Ethiopian to lease eight Dreamliners from Boeing
Executives of Ethiopian Airlines are in talks with bigwigs of Boeing to lease six to eight Boeing 787-8 early build Dreamliner aircraft.
These aircraft were manufactured by the American airframer, Boeing, in the early days of production of Dreamliner aircraft. The early build aircraft are heavier than those that are being assembled now and have shorter range because of their weight. The aircraft are currently parked at Boeing’s manufacturing plant in Everett, near Seattle, Washington state. The original customers were said to have balked because the aircraft were too heavy, limiting their range.
Ethiopian Airlines Group CEO Tewolde Gebremarim, told The Reporter that his airline is discussing with Boeing to lease about 6-8 early build B787 Dreamliners. “We want to lease them but we will not purchase them. The issue is still under discussion,” Tewolde said.
Ethiopia’s national flag carrier is the third airline in the world to own and operate Dreamliner next to All Nippon Airways and Japan Airlines in August 2012. Currently, Ethiopian operates 11 Dreamliner aircraft making it the largest Dreamliner fleet operator in Africa.
Tewolde said that B787 was a very good airplane. “It is fuel efficient and it is very comfortable,” Tewolde told The Reporter. He adds, “It is our core fleet and very popular among our customer. We have more load factor on the routes we operate Dreamliners.”
Though Ethiopian needs to order for more Dreamliners it was unable find slot at Boeing as the US aircraft manufacturer is fully booked. Subsequently, the airline leased three B787 from ILFC. The first one was delivered to the airline last month and the other two will arrive in Addis Ababa in the coming weeks.
Boeing has been trying to sell the overweight aircraft around half the cost of the catalogue price of 218 million dollars in order to free them from the drag on Boeing’s balance sheet. Another African carrier, Air Austral, is also said to be in discussion with Boeing to buy two early build 787-8 Dreamliners.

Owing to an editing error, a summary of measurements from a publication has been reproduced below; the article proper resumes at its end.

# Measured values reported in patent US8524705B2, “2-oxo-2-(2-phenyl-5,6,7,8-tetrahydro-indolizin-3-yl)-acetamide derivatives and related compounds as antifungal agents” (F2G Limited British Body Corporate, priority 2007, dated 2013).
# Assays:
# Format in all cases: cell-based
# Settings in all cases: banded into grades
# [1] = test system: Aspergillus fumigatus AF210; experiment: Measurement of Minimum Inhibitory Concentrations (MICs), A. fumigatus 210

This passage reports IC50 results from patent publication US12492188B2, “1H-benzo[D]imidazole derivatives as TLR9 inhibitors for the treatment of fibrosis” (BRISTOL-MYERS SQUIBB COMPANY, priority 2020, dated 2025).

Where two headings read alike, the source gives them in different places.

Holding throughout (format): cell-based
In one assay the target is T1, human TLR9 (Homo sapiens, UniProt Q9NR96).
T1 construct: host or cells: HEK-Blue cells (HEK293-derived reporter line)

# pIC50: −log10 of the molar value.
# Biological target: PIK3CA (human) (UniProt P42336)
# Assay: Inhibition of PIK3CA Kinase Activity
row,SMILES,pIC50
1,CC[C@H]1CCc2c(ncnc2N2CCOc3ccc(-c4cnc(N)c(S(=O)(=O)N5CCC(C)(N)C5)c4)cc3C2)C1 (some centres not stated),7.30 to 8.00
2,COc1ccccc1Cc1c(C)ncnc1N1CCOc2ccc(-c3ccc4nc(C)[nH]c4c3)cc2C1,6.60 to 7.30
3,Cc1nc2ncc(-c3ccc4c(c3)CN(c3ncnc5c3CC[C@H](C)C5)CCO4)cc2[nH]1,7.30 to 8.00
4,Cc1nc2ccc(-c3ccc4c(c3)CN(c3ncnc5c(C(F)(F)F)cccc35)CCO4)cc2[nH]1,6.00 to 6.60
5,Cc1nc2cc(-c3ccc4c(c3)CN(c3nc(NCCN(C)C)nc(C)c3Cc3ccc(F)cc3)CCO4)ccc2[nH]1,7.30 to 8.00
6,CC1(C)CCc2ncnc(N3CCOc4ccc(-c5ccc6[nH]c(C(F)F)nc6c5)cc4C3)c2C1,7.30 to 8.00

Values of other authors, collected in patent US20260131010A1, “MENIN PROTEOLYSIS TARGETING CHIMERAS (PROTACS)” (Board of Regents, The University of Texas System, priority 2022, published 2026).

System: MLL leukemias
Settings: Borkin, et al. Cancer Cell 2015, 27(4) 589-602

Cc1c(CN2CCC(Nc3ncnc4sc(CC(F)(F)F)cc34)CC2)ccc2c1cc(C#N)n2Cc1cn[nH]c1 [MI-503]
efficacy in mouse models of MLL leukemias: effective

Ethiopian fleet is dominated by Boeing aircraft. Currently, the national flag carrier operates B787, B777, B767, B7575, B737, MD11 and Bombardier Q400 aircraft. For the first time in its long history Ethiopian placed orders for Airbus aircraft in 2009. Ethiopian ordered 14 A350-900, Airbus’ new jetliner. Delivery of these aircraft would begin next year.
Currently, Ethiopian is evaluating the B777x and Airbus A350-1000. The airline operates 81 aircraft and plans to boost the number to 140 by 2025.
Ethiopian is scaling up its operation by opening up more destinations and this has prompted the airline to acquire more jetliners. At the moment the airline has 43 aircraft on its order book. [reporter]
Ethiopia eyes gas production, exports by 2017 – PM
Ethiopia expects to start producing and exporting natural gas from under-developed reserves in its southeast by 2017, Prime Minister Hailemariam Desalegn said on Friday.
Several firms have already acquired licenses to explore more than 40 blocks throughout Ethiopia in the past four years, the vast majority of them in the southeastern Somali Region.
“Studies show the existence of natural gas reserves in several places, and they will all be gradually developed,” Hailemariam told a press conference in the Ethiopian capital.
Officials from the mines ministry say the Calub and Hilala fields in the Ogaden Basin have deposits of 4.7 trillion cubic feet of gas and 13.6 million barrels of associated liquids, both discovered in the 1970s but not yet exploited.
“For the time being, a Chinese firm is carrying out activities on the Calub and Hilala reserves,” Hailemariam said. “In the next two years, we plan to start exporting and using the natural gas from these areas.”
Hailemariam did not give further details, but China’s GCL-Poly Petroleum Investments signed a production sharing deal with Ethiopia’s mines ministry in late 2013 to develop both fields.
The prime minister was speaking a month after the Horn of Africa country signed an agreement with neighbouring Djibouti to construct a pipeline stretching from the same region to the Red Sea state’s port.
“GCL-Poly Petroleum Investments will fund the pipeline that will transport the Ethiopia gas to Djibouti for a total cost of more than $4 billion, of which $3 billion will be invested in the Djibouti section,” said Mohamed Nour, a communications adviser at Djibouti’s energy ministry.
A number of firms have filed requests to explore oil and gas in the country’s Abay, Mekelle, Metemma, Gambela and the Southern Rift sedimentary basins in addition to the Ogaden, including Tullow Oil and SouthWest Energy.